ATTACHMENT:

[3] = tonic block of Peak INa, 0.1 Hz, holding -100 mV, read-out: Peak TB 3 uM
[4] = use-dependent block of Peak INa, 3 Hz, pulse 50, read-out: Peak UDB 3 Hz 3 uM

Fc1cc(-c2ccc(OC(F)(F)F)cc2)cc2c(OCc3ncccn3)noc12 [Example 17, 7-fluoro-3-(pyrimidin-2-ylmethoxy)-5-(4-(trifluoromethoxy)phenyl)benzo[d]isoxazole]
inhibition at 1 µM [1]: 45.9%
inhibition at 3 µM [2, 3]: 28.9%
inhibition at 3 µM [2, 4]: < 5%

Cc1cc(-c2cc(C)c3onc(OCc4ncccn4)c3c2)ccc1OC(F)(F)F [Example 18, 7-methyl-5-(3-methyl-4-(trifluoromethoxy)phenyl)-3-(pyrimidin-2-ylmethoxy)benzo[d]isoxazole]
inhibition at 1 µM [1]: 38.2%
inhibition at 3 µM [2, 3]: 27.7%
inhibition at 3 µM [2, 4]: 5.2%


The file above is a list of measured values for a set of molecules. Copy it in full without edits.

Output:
[3] = tonic block of Peak INa, 0.1 Hz, holding -100 mV, read-out: Peak TB 3 uM
[4] = use-dependent block of Peak INa, 3 Hz, pulse 50, read-out: Peak UDB 3 Hz 3 uM

Fc1cc(-c2ccc(OC(F)(F)F)cc2)cc2c(OCc3ncccn3)noc12 [Example 17, 7-fluoro-3-(pyrimidin-2-ylmethoxy)-5-(4-(trifluoromethoxy)phenyl)benzo[d]isoxazole]
inhibition at 1 µM [1]: 45.9%
inhibition at 3 µM [2, 3]: 28.9%
inhibition at 3 µM [2, 4]: < 5%

Cc1cc(-c2cc(C)c3onc(OCc4ncccn4)c3c2)ccc1OC(F)(F)F [Example 18, 7-methyl-5-(3-methyl-4-(trifluoromethoxy)phenyl)-3-(pyrimidin-2-ylmethoxy)benzo[d]isoxazole]
inhibition at 1 µM [1]: 38.2%
inhibition at 3 µM [2, 3]: 27.7%
inhibition at 3 µM [2, 4]: 5.2%